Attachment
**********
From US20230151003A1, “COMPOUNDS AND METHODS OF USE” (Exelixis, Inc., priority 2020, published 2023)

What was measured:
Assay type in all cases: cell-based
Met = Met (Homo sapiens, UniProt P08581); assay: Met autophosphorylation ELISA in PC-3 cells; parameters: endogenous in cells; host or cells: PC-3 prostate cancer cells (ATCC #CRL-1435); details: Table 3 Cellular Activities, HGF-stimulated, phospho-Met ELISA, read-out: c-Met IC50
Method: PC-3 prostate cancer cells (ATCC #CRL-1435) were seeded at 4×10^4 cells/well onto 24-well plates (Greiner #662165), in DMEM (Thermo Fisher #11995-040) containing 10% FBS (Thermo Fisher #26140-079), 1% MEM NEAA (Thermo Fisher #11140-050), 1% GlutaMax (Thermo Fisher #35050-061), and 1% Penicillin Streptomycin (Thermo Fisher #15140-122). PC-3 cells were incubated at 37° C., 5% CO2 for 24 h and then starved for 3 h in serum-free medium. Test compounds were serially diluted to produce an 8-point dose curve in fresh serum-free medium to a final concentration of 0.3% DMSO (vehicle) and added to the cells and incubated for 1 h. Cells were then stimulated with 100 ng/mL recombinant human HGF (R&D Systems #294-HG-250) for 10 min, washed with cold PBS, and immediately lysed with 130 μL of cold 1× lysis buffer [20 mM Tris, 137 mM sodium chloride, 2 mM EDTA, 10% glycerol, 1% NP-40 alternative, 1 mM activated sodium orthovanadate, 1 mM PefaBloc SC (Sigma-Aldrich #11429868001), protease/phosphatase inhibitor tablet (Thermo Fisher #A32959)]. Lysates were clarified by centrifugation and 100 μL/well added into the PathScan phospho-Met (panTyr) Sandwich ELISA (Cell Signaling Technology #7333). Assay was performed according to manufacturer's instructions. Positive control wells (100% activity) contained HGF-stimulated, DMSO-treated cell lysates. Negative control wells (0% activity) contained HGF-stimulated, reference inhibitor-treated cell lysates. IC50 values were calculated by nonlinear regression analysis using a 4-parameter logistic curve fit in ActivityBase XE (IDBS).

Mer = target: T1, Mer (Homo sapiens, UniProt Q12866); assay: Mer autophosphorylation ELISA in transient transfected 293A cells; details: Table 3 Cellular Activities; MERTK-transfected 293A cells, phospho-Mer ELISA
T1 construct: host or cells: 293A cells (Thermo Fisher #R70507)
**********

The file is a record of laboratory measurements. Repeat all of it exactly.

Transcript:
From US20230151003A1, “COMPOUNDS AND METHODS OF USE” (Exelixis, Inc., priority 2020, published 2023)

What was measured:
Assay type in all cases: cell-based
Met = Met (Homo sapiens, UniProt P08581); assay: Met autophosphorylation ELISA in PC-3 cells; parameters: endogenous in cells; host or cells: PC-3 prostate cancer cells (ATCC #CRL-1435); details: Table 3 Cellular Activities, HGF-stimulated, phospho-Met ELISA, read-out: c-Met IC50
Method: PC-3 prostate cancer cells (ATCC #CRL-1435) were seeded at 4×10^4 cells/well onto 24-well plates (Greiner #662165), in DMEM (Thermo Fisher #11995-040) containing 10% FBS (Thermo Fisher #26140-079), 1% MEM NEAA (Thermo Fisher #11140-050), 1% GlutaMax (Thermo Fisher #35050-061), and 1% Penicillin Streptomycin (Thermo Fisher #15140-122). PC-3 cells were incubated at 37° C., 5% CO2 for 24 h and then starved for 3 h in serum-free medium. Test compounds were serially diluted to produce an 8-point dose curve in fresh serum-free medium to a final concentration of 0.3% DMSO (vehicle) and added to the cells and incubated for 1 h. Cells were then stimulated with 100 ng/mL recombinant human HGF (R&D Systems #294-HG-250) for 10 min, washed with cold PBS, and immediately lysed with 130 μL of cold 1× lysis buffer [20 mM Tris, 137 mM sodium chloride, 2 mM EDTA, 10% glycerol, 1% NP-40 alternative, 1 mM activated sodium orthovanadate, 1 mM PefaBloc SC (Sigma-Aldrich #11429868001), protease/phosphatase inhibitor tablet (Thermo Fisher #A32959)]. Lysates were clarified by centrifugation and 100 μL/well added into the PathScan phospho-Met (panTyr) Sandwich ELISA (Cell Signaling Technology #7333). Assay was performed according to manufacturer's instructions. Positive control wells (100% activity) contained HGF-stimulated, DMSO-treated cell lysates. Negative control wells (0% activity) contained HGF-stimulated, reference inhibitor-treated cell lysates. IC50 values were calculated by nonlinear regression analysis using a 4-parameter logistic curve fit in ActivityBase XE (IDBS).

Mer = target: T1, Mer (Homo sapiens, UniProt Q12866); assay: Mer autophosphorylation ELISA in transient transfected 293A cells; details: Table 3 Cellular Activities; MERTK-transfected 293A cells, phospho-Mer ELISA
T1 construct: host or cells: 293A cells (Thermo Fisher #R70507)